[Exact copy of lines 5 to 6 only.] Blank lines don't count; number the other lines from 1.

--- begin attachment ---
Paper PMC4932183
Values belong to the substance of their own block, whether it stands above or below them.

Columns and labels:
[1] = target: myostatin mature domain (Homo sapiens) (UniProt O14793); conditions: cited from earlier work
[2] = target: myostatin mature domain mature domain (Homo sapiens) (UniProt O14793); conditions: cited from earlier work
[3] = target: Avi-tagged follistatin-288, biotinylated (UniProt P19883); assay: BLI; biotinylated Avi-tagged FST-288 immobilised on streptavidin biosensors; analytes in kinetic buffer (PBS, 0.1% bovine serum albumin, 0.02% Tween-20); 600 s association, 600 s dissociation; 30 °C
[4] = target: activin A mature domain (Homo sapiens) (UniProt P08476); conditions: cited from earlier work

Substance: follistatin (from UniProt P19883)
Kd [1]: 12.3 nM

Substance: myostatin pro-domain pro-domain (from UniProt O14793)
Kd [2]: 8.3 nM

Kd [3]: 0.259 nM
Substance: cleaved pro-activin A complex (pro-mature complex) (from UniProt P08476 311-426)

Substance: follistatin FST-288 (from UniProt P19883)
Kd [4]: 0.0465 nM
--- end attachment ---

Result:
[2] = target: myostatin mature domain mature domain (Homo sapiens) (UniProt O14793); conditions: cited from earlier work
[3] = target: Avi-tagged follistatin-288, biotinylated (UniProt P19883); assay: BLI; biotinylated Avi-tagged FST-288 immobilised on streptavidin biosensors; analytes in kinetic buffer (PBS, 0.1% bovine serum albumin, 0.02% Tween-20); 600 s association, 600 s dissociation; 30 °C